Natural Environment Amnesia - Why We Don't Know What We're Missing

February 18 2010

When I was growing up, I could never identify with actors in space travel science fiction films. On the other hand, I was able to get really immersed in westerns, James Bond and other adventure movies (although, having been somewhat of a tomboy, I admit identifying most often with the male protagonists).

Why couldn't I warm up to Hollywood's depiction of space travel? Or to stories of ultra-modern metropolises?

The absence of trees, grass, birds and other animals, wind and rain...

A study by Peter Kahn and two of his graduate students at the University of Washington reveals why I felt uneasy about the cold sterility of those environments.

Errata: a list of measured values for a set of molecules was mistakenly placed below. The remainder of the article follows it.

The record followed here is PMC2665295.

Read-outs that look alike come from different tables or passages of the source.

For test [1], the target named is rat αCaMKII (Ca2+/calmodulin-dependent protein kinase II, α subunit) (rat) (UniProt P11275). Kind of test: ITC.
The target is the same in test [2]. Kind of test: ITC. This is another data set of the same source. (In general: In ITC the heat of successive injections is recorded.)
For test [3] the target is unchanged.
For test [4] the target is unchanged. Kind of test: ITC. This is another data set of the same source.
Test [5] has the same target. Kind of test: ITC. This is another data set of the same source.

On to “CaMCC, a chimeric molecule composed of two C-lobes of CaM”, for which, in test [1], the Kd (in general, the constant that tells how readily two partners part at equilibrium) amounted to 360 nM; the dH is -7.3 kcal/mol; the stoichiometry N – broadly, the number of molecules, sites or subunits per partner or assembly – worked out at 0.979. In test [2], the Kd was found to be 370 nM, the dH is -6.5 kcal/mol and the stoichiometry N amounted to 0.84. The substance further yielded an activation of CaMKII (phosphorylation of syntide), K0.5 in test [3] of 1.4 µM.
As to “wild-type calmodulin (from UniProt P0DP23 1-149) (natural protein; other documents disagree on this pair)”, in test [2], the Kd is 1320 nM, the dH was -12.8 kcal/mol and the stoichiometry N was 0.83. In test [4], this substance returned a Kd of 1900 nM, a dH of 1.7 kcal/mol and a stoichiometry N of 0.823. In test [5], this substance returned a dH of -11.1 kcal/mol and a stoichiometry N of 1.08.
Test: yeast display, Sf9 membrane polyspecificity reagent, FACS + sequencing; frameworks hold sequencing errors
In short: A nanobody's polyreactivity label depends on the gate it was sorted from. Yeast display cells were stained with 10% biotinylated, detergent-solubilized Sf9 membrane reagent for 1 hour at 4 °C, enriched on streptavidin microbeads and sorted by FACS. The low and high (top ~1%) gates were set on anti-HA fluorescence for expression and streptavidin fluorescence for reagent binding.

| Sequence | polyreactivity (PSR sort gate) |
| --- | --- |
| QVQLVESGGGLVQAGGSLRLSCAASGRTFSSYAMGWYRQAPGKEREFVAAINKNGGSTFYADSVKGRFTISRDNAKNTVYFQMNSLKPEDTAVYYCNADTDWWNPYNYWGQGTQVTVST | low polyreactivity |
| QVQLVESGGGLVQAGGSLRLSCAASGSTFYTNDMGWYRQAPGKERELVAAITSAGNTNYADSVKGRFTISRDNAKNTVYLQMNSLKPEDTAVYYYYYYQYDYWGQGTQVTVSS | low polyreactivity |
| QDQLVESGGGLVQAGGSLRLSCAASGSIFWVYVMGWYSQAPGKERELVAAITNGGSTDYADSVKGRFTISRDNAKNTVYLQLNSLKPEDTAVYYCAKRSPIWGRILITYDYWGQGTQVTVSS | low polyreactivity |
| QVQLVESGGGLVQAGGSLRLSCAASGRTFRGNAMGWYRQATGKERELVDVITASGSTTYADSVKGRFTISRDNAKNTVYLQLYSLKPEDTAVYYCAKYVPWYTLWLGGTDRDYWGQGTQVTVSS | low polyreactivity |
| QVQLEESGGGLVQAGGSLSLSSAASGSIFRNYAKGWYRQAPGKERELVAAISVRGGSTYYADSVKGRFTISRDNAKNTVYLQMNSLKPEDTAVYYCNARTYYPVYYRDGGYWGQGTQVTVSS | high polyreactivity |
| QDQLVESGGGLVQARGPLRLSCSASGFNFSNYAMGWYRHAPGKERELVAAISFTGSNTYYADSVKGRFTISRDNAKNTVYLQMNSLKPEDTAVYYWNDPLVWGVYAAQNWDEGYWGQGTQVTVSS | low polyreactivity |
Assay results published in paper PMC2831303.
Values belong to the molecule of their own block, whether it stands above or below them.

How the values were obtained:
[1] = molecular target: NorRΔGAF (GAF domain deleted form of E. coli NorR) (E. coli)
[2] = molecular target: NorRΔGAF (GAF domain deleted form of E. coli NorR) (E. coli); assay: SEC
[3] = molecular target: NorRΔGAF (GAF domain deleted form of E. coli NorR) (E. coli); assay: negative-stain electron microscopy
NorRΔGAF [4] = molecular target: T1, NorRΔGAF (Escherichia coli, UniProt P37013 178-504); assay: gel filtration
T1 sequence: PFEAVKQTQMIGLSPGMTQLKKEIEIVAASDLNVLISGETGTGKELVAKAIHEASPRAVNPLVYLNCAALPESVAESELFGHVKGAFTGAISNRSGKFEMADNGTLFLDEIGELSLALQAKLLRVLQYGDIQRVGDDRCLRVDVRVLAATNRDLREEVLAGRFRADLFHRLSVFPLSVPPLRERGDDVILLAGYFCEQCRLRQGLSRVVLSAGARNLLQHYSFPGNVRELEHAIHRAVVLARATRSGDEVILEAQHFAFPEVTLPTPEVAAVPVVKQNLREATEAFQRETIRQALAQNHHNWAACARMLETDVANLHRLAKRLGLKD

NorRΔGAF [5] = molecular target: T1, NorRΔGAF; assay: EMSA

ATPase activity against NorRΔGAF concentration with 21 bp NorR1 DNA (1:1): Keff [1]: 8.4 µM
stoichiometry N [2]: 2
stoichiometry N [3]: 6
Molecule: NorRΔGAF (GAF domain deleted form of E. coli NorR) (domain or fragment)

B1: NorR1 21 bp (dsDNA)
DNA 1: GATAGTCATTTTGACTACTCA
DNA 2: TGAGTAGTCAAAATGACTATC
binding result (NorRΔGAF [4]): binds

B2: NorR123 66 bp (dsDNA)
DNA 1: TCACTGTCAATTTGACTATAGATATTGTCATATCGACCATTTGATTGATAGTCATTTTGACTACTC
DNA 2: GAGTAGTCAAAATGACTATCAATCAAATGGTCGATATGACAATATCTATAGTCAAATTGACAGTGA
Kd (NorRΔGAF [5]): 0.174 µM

"We are a technological species, but we also need a deep connection with nature in our lives," says Kahn.

Kahn's conclusion, which he calls "environmental generational amnesia," appears to be heir to those of Thomas Berry (a self-described"geologian") and others reinforcing Pierre de Chardin's thoughts about earth and people's relationship to it.

"Poor air quality is a good example of physical degradation. We can choke on the air, and some people suffer asthma, but we tend to think that's a pretty normal part of the human condition," Kahn says. "...across generations what will happen is that the good enough will become the good. If we don't change course, it will impoverish us as a species."

Category: Need to Know
Filed under: Ecology, Allergies